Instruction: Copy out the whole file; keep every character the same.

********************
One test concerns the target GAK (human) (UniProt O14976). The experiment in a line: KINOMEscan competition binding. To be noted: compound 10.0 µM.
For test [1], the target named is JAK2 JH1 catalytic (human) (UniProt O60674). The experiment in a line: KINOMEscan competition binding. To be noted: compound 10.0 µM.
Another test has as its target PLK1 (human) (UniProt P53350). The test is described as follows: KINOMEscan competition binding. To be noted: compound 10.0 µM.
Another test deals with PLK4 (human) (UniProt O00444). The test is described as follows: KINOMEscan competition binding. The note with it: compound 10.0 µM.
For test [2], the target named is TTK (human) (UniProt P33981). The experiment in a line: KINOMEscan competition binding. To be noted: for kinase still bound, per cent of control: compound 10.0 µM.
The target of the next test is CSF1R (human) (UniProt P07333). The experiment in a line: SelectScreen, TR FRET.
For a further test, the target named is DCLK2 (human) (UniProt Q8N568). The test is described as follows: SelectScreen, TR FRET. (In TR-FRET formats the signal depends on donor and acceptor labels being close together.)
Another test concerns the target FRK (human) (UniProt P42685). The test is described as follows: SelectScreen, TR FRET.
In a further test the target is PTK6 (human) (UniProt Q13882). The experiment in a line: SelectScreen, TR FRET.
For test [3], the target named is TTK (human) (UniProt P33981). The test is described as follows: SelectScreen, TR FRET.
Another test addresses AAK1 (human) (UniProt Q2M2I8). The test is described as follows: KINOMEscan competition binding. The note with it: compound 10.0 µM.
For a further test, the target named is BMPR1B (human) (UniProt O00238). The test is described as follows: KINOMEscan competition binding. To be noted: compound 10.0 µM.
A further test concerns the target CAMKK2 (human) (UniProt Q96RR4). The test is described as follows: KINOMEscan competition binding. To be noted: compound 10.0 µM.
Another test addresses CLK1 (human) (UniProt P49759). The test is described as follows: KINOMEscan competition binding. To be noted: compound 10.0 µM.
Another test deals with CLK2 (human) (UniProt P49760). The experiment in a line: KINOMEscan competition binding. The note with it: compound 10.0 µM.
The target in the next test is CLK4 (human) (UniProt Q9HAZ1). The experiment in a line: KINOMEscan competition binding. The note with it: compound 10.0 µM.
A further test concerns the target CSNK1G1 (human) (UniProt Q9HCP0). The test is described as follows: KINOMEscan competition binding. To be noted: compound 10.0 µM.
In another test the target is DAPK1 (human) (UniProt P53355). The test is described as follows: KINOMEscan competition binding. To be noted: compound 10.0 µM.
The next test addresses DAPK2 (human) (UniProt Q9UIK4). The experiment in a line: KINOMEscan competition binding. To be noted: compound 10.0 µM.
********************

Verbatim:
One test concerns the target GAK (human) (UniProt O14976). The experiment in a line: KINOMEscan competition binding. To be noted: compound 10.0 µM.
For test [1], the target named is JAK2 JH1 catalytic (human) (UniProt O60674). The experiment in a line: KINOMEscan competition binding. To be noted: compound 10.0 µM.
Another test has as its target PLK1 (human) (UniProt P53350). The test is described as follows: KINOMEscan competition binding. To be noted: compound 10.0 µM.
Another test deals with PLK4 (human) (UniProt O00444). The test is described as follows: KINOMEscan competition binding. The note with it: compound 10.0 µM.
For test [2], the target named is TTK (human) (UniProt P33981). The experiment in a line: KINOMEscan competition binding. To be noted: for kinase still bound, per cent of control: compound 10.0 µM.
The target of the next test is CSF1R (human) (UniProt P07333). The experiment in a line: SelectScreen, TR FRET.
For a further test, the target named is DCLK2 (human) (UniProt Q8N568). The test is described as follows: SelectScreen, TR FRET. (In TR-FRET formats the signal depends on donor and acceptor labels being close together.)
Another test concerns the target FRK (human) (UniProt P42685). The test is described as follows: SelectScreen, TR FRET.
In a further test the target is PTK6 (human) (UniProt Q13882). The experiment in a line: SelectScreen, TR FRET.
For test [3], the target named is TTK (human) (UniProt P33981). The test is described as follows: SelectScreen, TR FRET.
Another test addresses AAK1 (human) (UniProt Q2M2I8). The test is described as follows: KINOMEscan competition binding. The note with it: compound 10.0 µM.
For a further test, the target named is BMPR1B (human) (UniProt O00238). The test is described as follows: KINOMEscan competition binding. To be noted: compound 10.0 µM.
A further test concerns the target CAMKK2 (human) (UniProt Q96RR4). The test is described as follows: KINOMEscan competition binding. To be noted: compound 10.0 µM.
Another test addresses CLK1 (human) (UniProt P49759). The test is described as follows: KINOMEscan competition binding. To be noted: compound 10.0 µM.
Another test deals with CLK2 (human) (UniProt P49760). The experiment in a line: KINOMEscan competition binding. The note with it: compound 10.0 µM.
The target in the next test is CLK4 (human) (UniProt Q9HAZ1). The experiment in a line: KINOMEscan competition binding. The note with it: compound 10.0 µM.
A further test concerns the target CSNK1G1 (human) (UniProt Q9HCP0). The test is described as follows: KINOMEscan competition binding. To be noted: compound 10.0 µM.
In another test the target is DAPK1 (human) (UniProt P53355). The test is described as follows: KINOMEscan competition binding. To be noted: compound 10.0 µM.
The next test addresses DAPK2 (human) (UniProt Q9UIK4). The experiment in a line: KINOMEscan competition binding. To be noted: compound 10.0 µM.